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A kamtzan is a miser and is pronounced kamtzn in Yiddish. He is a regular feature in Chasidic tales, in which he either pays the penalty for his stinginess or is taught the meaning of generosity. It seems as though the kamtzan was a familiar figure in every community, alongside the child prodigy and the local tzaddik.
Kamtzan derives from the word kometz, which in the Bible means to grasp with only three fingers, as in (Leviticus 2:2), The priest shall scoop [kamatz, with three fingers] out of it a handful. (Incidentally, the Hebrew vowel kamatz earned its name from its tripodal shape.) One cannot grasp much with only three fingers, and kometz therefore came to denote a small amount. Hence, a kamtzan is someone who deals only in meagre quantities.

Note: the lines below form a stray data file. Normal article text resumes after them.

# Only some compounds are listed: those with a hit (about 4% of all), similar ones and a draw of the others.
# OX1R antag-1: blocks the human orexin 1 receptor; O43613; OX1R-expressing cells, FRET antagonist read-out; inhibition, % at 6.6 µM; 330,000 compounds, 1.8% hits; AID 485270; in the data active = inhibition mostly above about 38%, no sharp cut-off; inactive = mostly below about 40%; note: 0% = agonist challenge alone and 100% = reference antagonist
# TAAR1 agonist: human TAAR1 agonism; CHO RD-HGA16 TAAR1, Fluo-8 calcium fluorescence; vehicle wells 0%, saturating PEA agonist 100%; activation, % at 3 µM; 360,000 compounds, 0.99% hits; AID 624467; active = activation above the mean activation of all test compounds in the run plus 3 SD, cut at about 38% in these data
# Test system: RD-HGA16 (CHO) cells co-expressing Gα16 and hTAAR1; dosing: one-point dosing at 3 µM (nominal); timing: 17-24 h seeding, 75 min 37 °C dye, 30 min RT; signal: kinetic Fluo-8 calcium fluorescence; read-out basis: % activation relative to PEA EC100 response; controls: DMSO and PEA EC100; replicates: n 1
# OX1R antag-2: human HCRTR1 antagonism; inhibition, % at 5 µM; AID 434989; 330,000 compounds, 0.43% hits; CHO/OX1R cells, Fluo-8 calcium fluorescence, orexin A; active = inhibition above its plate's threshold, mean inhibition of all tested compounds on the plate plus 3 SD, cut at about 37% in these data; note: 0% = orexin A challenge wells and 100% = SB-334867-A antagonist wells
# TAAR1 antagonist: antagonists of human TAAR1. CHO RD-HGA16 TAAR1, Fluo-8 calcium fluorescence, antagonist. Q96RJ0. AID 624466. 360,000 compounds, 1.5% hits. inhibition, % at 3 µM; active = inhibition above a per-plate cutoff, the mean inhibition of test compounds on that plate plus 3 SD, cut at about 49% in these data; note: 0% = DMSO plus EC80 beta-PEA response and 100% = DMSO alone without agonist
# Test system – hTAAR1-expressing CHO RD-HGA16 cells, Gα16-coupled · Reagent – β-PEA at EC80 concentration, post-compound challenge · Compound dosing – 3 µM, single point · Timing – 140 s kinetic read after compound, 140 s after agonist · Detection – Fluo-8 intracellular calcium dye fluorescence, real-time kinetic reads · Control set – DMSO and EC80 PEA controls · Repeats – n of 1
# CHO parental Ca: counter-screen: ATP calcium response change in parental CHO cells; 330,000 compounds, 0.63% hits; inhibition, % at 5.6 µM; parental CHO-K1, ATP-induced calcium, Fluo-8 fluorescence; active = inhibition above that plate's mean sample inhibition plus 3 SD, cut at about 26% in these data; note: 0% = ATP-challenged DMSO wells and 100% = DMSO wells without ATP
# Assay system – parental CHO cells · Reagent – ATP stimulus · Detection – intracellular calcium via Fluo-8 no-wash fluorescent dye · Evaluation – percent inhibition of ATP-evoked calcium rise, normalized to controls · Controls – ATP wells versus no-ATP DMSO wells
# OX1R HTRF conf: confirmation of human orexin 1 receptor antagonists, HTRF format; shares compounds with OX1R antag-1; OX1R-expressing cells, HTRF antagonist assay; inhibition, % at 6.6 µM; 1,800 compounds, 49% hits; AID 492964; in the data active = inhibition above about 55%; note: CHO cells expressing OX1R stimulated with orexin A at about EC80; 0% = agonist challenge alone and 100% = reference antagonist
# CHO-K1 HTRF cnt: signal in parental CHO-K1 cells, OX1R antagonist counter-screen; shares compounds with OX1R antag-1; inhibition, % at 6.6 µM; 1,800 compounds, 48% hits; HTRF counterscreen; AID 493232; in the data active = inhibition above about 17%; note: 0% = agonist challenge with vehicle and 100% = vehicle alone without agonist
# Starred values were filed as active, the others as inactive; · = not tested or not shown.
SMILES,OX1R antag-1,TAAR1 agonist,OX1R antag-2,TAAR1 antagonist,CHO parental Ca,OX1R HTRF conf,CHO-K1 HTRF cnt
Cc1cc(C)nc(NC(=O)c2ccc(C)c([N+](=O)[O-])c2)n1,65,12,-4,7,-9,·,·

Donating to the needy is a fundamental commandment. The rabbis require one to set aside a tenth of ones earnings for this purpose. Giving less is known as ayin raah, a bad eye, while giving more is known as ayin yafah, a good or fine eye.
The rabbis linked ones ability to give freely not with ones wealth but with ones outlook on the world. Did one see the world with a good eye, emphasising the abundance therein; or a bad eye, which only saw scarcity and caused its owner to fear the loss that giving would cause?
The narrow grasp of the kamtzans hand is related to his poor vision. Before three fingers can become an entire hand reaching out to the poor, his perspective must shift.